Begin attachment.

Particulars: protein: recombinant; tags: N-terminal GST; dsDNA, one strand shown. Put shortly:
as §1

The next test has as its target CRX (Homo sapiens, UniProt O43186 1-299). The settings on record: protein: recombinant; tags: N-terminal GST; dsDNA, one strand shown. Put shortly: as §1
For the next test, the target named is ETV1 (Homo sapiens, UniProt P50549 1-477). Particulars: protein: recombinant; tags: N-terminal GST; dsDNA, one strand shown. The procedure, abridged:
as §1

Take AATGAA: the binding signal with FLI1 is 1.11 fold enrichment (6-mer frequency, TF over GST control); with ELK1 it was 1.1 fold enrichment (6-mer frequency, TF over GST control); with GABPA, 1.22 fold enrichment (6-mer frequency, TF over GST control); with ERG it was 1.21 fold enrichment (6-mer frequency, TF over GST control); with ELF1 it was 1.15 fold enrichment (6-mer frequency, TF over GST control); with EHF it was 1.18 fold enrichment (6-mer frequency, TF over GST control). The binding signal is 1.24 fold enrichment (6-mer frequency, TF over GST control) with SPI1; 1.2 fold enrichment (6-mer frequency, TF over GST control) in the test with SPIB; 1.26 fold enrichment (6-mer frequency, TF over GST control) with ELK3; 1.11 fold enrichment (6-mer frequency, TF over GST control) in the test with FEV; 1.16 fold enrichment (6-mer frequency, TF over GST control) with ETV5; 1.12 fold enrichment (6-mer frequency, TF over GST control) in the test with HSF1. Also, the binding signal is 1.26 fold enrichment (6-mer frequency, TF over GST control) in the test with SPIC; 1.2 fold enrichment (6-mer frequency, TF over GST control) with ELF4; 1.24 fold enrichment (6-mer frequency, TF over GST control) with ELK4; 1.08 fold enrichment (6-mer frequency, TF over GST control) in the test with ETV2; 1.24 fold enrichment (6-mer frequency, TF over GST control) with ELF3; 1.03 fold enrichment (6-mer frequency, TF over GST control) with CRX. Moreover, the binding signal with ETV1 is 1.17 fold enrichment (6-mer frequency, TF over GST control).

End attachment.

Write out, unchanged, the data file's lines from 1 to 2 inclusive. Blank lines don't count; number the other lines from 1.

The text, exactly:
Particulars: protein: recombinant; tags: N-terminal GST; dsDNA, one strand shown. Put shortly:
as §1